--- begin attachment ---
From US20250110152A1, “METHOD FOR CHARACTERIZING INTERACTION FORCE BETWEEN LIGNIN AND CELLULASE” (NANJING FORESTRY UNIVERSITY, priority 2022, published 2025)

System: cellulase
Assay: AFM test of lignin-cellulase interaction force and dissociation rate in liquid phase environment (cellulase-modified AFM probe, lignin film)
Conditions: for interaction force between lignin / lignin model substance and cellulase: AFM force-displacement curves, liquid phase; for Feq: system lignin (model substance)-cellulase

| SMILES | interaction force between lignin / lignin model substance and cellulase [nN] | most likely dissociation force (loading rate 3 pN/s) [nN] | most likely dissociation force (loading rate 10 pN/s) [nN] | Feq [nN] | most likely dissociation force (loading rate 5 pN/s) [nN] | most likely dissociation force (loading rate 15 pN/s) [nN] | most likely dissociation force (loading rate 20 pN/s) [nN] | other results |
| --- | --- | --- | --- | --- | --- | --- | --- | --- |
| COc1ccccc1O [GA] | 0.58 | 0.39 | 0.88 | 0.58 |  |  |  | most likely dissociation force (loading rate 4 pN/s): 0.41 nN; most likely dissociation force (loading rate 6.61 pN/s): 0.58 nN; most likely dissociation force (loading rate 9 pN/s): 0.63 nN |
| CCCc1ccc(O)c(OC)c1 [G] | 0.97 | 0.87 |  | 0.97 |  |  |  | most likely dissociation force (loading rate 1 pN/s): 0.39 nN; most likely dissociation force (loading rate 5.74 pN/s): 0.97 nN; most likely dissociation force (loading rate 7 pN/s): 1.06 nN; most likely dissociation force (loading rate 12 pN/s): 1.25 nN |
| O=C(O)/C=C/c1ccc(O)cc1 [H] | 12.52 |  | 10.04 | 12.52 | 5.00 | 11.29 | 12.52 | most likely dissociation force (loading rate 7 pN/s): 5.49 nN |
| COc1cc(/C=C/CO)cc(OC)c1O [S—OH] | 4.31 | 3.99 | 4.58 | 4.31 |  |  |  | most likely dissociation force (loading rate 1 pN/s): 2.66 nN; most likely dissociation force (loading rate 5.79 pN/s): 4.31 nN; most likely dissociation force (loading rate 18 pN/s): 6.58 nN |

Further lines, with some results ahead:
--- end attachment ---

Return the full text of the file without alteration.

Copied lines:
From US20250110152A1, “METHOD FOR CHARACTERIZING INTERACTION FORCE BETWEEN LIGNIN AND CELLULASE” (NANJING FORESTRY UNIVERSITY, priority 2022, published 2025)

System: cellulase
Assay: AFM test of lignin-cellulase interaction force and dissociation rate in liquid phase environment (cellulase-modified AFM probe, lignin film)
Conditions: for interaction force between lignin / lignin model substance and cellulase: AFM force-displacement curves, liquid phase; for Feq: system lignin (model substance)-cellulase

| SMILES | interaction force between lignin / lignin model substance and cellulase [nN] | most likely dissociation force (loading rate 3 pN/s) [nN] | most likely dissociation force (loading rate 10 pN/s) [nN] | Feq [nN] | most likely dissociation force (loading rate 5 pN/s) [nN] | most likely dissociation force (loading rate 15 pN/s) [nN] | most likely dissociation force (loading rate 20 pN/s) [nN] | other results |
| --- | --- | --- | --- | --- | --- | --- | --- | --- |
| COc1ccccc1O [GA] | 0.58 | 0.39 | 0.88 | 0.58 |  |  |  | most likely dissociation force (loading rate 4 pN/s): 0.41 nN; most likely dissociation force (loading rate 6.61 pN/s): 0.58 nN; most likely dissociation force (loading rate 9 pN/s): 0.63 nN |
| CCCc1ccc(O)c(OC)c1 [G] | 0.97 | 0.87 |  | 0.97 |  |  |  | most likely dissociation force (loading rate 1 pN/s): 0.39 nN; most likely dissociation force (loading rate 5.74 pN/s): 0.97 nN; most likely dissociation force (loading rate 7 pN/s): 1.06 nN; most likely dissociation force (loading rate 12 pN/s): 1.25 nN |
| O=C(O)/C=C/c1ccc(O)cc1 [H] | 12.52 |  | 10.04 | 12.52 | 5.00 | 11.29 | 12.52 | most likely dissociation force (loading rate 7 pN/s): 5.49 nN |
| COc1cc(/C=C/CO)cc(OC)c1O [S—OH] | 4.31 | 3.99 | 4.58 | 4.31 |  |  |  | most likely dissociation force (loading rate 1 pN/s): 2.66 nN; most likely dissociation force (loading rate 5.79 pN/s): 4.31 nN; most likely dissociation force (loading rate 18 pN/s): 6.58 nN |

Further lines, with some results ahead: